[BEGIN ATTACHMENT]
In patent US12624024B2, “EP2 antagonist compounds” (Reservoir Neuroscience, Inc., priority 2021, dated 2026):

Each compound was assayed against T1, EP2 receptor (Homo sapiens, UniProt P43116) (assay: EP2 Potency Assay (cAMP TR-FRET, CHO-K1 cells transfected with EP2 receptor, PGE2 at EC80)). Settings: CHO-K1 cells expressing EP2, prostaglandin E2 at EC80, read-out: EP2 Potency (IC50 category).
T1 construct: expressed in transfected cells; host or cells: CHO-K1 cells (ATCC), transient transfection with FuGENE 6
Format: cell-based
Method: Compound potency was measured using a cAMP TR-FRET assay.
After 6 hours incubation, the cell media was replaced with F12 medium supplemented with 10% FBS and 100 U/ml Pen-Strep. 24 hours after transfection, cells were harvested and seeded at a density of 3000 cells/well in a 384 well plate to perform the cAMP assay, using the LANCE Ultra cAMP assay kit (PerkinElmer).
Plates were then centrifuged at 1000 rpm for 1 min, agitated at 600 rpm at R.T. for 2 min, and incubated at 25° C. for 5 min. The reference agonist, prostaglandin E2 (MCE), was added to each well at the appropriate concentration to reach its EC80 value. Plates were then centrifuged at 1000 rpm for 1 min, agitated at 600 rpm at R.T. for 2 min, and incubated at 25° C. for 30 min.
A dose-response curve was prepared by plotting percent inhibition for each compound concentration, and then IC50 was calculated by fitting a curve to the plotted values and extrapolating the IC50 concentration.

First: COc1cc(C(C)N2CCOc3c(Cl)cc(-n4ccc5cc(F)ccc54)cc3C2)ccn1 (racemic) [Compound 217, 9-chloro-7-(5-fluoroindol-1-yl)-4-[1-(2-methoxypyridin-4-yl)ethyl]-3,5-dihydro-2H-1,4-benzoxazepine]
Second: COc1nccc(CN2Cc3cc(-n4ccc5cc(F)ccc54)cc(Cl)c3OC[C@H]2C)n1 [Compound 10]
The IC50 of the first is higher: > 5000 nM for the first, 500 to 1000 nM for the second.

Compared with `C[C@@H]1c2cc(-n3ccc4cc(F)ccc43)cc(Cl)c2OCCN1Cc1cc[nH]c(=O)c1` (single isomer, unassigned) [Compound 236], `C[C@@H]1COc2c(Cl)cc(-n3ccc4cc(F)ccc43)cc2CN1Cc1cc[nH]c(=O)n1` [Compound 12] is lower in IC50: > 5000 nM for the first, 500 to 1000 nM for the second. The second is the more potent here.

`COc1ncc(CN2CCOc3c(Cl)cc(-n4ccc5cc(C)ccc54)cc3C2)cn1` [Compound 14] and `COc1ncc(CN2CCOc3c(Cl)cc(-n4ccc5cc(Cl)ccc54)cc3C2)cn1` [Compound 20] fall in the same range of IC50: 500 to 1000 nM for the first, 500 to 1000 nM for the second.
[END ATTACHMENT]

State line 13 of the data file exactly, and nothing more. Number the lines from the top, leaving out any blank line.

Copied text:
`COc1ncc(CN2CCOc3c(Cl)cc(-n4ccc5cc(C)ccc54)cc3C2)cn1` [Compound 14] and `COc1ncc(CN2CCOc3c(Cl)cc(-n4ccc5cc(Cl)ccc54)cc3C2)cn1` [Compound 20] fall in the same range of IC50: 500 to 1000 nM for the first, 500 to 1000 nM for the second.